Type 1 Diabetes

Type 1 diabetes is usually diagnosed in children and young adults, and was previously known as juvenile diabetes. Only 5% of people with diabetes have this form of the disease.

In type 1 diabetes, the body does not produce insulin. The body breaks down the sugars and starches you eat into a simple sugar called glucose, which it uses for energy. Insulin is a hormone that the body needs to get glucose from the bloodstream into the cells of the body. With the help of insulin therapy and other treatments, even young children can learn to manage their condition and live long, healthy lives.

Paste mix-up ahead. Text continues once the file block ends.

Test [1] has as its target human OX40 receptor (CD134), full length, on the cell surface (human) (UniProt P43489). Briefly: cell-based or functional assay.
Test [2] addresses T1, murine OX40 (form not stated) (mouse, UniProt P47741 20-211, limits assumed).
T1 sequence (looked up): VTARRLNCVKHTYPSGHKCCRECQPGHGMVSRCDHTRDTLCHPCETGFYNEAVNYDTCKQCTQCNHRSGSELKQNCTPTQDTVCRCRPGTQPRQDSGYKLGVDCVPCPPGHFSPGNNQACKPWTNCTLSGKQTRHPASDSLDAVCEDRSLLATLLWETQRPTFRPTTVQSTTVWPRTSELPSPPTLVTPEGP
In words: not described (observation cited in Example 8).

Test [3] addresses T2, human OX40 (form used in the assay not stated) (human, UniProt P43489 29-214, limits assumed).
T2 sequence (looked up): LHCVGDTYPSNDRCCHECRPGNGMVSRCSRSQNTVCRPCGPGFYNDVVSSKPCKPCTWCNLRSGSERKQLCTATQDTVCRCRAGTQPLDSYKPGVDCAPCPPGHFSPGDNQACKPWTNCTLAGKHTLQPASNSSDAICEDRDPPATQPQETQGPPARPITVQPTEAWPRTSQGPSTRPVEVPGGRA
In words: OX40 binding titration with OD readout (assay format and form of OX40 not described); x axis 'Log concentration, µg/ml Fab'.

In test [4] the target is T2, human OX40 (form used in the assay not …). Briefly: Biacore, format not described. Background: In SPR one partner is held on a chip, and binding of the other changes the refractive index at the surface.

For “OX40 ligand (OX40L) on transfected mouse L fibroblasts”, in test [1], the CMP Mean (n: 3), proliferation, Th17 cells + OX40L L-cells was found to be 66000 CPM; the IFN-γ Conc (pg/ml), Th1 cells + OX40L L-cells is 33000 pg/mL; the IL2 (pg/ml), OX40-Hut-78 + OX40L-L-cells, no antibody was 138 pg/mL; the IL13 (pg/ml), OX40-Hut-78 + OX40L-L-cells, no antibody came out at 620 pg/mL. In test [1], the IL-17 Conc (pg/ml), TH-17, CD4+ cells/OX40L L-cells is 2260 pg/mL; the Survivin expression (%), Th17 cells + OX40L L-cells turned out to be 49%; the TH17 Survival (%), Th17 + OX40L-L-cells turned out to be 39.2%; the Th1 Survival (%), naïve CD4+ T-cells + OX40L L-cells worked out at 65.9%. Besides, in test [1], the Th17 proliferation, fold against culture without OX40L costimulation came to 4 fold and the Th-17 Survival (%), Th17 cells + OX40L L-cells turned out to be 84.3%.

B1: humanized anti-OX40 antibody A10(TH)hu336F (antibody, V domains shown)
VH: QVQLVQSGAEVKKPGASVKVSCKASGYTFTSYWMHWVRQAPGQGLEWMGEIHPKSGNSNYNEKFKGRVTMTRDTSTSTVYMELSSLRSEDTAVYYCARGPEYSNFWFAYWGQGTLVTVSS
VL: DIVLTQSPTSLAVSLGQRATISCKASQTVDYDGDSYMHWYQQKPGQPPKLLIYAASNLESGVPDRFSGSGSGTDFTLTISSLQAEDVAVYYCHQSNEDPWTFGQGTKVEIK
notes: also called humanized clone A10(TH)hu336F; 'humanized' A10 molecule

Who Gets Type 1 Diabetes?
It’s rare. Only about 5% of people with diabetes have type 1. It’s more common in whites than in African-Americans. It affects men and women equally. Although the disease usually starts in people under 20, it can happen at any age.

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